Nezara viridula (L.) (Hemiptera: Pentatomidae), the southern green stink bug, has body color polymorphisms. N. viridula f. smaragdula is the common green morph, whereas the rare morph N. viridula f. aurantiaca is uniformly orange. Crossing studies were conducted to determine the inheritance of the orange body color trait. Mendelian genetic analysis suggested that orange body color is a simple, sex-linked recessive trait. In sperm precedence studies using orange females crossed with green and then orange males, or vice versa, the proportion of offspring attributable to the second male, P2, averaged 73.3% (extremes 23.5–100%). The average P2 in the first egg mass deposited after the new pairing was 71.8%. The pattern of sperm use provided evidence for incomplete sperm mixing, sperm stratification, and sperm displacement. Green females preferred mating with orange males (88%) compared with green males (12%), suggesting that disassortative mating may operate.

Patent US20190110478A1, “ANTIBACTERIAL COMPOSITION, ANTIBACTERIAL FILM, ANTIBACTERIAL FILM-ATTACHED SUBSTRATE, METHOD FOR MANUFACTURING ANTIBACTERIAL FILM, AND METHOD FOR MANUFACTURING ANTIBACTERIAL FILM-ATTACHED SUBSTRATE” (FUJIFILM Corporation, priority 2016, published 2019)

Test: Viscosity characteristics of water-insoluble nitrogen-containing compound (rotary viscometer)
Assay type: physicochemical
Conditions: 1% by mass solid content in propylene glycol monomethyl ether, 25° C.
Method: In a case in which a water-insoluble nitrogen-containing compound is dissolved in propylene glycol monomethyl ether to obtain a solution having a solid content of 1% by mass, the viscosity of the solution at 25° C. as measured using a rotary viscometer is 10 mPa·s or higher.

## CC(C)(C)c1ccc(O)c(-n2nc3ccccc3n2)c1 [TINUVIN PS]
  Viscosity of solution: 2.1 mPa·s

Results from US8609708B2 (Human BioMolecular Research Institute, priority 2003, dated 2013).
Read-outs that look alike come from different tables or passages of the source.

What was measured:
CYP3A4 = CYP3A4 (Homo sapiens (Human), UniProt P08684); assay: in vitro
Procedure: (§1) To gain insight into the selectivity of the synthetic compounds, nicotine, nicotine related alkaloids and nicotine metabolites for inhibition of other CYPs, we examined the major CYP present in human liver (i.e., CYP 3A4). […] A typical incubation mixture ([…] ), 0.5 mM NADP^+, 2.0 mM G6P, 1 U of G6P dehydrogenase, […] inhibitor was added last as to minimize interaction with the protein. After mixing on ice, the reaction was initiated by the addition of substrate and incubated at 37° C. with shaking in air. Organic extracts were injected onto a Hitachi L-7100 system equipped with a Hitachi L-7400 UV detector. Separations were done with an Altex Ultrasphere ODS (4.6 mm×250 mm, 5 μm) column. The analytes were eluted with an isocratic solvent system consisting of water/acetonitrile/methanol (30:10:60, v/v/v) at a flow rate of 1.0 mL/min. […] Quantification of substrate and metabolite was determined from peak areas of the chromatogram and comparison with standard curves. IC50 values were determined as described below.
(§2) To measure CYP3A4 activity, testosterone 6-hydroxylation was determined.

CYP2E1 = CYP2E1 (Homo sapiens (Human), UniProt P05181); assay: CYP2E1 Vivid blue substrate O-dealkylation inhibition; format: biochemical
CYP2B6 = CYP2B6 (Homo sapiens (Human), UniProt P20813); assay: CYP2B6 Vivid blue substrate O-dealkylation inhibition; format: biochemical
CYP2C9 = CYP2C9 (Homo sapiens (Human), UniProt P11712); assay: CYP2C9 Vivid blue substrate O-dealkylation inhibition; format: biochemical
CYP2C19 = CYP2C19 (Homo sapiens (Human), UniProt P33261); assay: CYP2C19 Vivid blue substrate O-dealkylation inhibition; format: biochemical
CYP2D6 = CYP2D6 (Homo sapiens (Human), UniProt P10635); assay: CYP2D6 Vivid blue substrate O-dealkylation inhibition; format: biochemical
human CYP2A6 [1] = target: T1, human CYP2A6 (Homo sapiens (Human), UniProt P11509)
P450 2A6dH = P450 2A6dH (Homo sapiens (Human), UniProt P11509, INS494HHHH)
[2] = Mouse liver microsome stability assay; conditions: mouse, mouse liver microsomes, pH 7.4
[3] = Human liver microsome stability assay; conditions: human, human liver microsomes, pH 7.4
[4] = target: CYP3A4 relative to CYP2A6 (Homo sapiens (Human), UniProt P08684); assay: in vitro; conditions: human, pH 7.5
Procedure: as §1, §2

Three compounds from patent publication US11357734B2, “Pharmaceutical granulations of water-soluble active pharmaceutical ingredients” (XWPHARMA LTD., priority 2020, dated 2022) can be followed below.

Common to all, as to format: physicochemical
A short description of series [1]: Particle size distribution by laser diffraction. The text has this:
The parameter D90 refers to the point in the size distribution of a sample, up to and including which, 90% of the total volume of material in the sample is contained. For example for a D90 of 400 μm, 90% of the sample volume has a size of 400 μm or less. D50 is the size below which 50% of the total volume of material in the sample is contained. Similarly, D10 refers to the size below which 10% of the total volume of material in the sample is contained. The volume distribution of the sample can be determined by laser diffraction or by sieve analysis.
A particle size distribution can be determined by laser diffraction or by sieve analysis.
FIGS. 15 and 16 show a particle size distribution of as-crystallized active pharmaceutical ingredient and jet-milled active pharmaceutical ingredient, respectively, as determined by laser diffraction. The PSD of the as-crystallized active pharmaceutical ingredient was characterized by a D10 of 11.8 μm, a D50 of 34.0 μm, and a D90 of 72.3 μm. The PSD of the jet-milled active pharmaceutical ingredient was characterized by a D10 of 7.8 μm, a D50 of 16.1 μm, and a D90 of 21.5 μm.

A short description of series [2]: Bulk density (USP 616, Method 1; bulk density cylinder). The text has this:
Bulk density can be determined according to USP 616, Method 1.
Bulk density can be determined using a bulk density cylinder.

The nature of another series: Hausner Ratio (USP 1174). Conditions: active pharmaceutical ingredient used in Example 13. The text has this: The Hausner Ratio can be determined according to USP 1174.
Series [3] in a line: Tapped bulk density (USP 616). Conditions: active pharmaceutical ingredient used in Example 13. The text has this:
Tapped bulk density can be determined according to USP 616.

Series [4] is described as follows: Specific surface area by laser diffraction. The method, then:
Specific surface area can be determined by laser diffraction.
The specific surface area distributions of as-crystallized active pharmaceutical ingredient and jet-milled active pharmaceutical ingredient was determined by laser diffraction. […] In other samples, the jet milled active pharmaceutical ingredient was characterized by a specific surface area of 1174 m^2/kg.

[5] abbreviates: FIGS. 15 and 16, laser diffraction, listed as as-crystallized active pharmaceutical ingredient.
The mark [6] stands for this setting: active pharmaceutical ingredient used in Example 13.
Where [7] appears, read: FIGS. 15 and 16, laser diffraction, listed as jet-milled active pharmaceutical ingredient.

You have requested a machine translation of selected content from our databases. This functionality is provided solely for your convenience and is in no way intended to replace human translation. Neither BioOne nor the owners and publishers of the content make, and they explicitly disclaim, any express or implied representations or warranties of any kind, including, without limitation, representations and warranties as to the functionality of the translation feature or the accuracy or completeness of the translations.
Translations are not retained in our system. Your use of this feature and the translations is subject to all use restrictions contained in the Terms and Conditions of Use of the BioOne website.
Vol. 100 • No. 3